If 2022 has been any indication, the innovations of Web3—the developing, largely decentralized, autonomous internet, enabled by technologies such as blockchain, smart contracts, decentralized autonomous organizations (DAOs), and digital assets—will lead to an era of rethinking the ways that privacy, cybersecurity, and consumer protection are regulated for these technologies. Proponents of Web3 argue that Web3 will promote individual data ownership, transparency, and freedom, but over the last few years, lawmakers have struggled to keep up with the rapidly changing nature of the Web3 space and force the new technology to fit within the existing legal framework.

This year, however, authorities have called for a more harmonized approach to Web3 regulation. Several recent developments—including Executive Orders from President Biden and California Governor Gavin Newsom, invocation of a long-dormant statutory provision by the Consumer Financial Protection Bureau (CFPB), and proposed amendments to the Cybersecurity Information Sharing Act—have signaled that lawmakers and regulators are prioritizing new approaches to privacy, cybersecurity, and consumer protection in an attempt to regulate Web3.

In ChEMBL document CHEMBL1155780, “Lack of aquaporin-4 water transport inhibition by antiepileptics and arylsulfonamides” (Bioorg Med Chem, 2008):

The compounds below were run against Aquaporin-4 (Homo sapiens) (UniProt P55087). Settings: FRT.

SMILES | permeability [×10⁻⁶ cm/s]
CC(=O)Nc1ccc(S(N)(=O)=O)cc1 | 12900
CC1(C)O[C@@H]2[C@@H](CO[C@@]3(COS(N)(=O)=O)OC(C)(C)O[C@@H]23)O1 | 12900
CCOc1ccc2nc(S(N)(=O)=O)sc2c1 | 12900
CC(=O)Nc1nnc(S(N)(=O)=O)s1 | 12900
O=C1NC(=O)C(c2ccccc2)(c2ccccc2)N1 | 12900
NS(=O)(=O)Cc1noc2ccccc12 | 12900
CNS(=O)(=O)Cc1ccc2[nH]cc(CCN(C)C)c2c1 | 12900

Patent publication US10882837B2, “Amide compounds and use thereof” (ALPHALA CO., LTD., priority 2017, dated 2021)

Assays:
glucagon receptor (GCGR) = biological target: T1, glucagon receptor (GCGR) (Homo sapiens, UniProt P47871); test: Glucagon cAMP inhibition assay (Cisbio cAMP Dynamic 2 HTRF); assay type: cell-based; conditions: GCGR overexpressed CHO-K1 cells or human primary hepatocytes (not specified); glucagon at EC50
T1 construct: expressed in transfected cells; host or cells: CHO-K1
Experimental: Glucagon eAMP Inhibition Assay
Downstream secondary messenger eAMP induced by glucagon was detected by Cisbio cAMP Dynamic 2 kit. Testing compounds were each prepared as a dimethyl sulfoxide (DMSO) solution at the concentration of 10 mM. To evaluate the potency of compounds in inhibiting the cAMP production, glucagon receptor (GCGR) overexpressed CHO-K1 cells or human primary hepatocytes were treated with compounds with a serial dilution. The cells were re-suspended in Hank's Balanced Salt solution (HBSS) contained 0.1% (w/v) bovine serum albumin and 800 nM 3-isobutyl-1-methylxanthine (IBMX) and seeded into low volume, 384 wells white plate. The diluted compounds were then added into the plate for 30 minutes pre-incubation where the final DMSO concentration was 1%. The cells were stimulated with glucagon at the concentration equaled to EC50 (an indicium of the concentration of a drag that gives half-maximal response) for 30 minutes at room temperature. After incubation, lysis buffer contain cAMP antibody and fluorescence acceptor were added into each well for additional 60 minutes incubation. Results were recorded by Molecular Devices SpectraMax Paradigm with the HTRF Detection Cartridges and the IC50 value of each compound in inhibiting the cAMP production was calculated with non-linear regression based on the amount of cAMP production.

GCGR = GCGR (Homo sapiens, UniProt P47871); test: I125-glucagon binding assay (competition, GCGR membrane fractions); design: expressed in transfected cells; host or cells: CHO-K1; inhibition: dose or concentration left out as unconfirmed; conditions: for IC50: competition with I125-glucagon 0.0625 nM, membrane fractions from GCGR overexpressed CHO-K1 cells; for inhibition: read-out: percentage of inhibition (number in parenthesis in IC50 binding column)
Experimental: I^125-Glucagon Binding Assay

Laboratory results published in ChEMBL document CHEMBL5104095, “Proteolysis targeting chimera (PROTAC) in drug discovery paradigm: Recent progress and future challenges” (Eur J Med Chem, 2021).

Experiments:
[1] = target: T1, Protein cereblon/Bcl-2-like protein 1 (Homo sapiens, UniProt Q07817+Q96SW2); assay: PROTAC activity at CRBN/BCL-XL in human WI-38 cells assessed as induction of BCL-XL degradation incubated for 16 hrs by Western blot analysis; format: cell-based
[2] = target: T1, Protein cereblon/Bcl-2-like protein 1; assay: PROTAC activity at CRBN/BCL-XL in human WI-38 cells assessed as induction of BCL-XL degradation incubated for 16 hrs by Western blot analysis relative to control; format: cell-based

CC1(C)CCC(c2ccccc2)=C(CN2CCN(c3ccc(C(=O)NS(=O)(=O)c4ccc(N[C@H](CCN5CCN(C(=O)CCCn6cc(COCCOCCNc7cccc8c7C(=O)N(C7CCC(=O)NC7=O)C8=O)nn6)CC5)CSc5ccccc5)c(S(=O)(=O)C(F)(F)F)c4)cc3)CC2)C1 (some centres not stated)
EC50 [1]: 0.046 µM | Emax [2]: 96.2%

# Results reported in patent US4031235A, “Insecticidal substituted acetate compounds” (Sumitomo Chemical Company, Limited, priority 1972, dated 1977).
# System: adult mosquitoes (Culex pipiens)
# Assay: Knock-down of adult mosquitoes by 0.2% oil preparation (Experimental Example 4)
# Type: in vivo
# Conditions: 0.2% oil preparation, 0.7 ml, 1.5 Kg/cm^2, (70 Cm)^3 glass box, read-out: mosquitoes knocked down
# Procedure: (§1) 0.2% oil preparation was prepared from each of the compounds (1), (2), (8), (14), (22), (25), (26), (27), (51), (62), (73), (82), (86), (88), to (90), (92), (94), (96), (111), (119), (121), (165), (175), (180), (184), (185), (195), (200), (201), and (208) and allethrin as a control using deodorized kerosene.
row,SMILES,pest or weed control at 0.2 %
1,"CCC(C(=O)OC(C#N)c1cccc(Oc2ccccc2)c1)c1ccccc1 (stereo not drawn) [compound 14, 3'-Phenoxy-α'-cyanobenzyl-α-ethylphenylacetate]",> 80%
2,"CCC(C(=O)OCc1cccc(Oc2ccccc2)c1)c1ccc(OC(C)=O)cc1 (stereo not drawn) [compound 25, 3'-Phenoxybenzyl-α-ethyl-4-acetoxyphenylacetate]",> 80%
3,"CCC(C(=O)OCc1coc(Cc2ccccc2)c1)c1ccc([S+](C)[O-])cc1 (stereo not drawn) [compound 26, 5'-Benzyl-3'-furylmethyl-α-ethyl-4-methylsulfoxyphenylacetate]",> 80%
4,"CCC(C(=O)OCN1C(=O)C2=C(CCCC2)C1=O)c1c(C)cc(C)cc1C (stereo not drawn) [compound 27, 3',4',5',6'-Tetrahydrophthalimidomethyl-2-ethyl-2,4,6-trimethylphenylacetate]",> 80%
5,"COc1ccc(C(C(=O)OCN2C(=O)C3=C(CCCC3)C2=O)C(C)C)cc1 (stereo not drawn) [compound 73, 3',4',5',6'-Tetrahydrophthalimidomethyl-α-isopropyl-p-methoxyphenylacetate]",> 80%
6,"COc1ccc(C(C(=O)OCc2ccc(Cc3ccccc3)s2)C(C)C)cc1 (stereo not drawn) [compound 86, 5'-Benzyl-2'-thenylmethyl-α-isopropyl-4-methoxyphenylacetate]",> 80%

Continue Reading Privacy, Cybersecurity, and Consumer Protection Are Set To Be Key Focus Areas For Regulators As Web3 Innovation Continues

On June 30, 2022, the Department of Justice (“DOJ”) announced four enforcement actions involving allegations of fraud in the cryptocurrency space. The enforcement actions, which collectively bring criminal charges against six individuals, demonstrate the breadth of potential conduct that may expose participants in the blockchain industry to regulatory and enforcement risk. In connection with these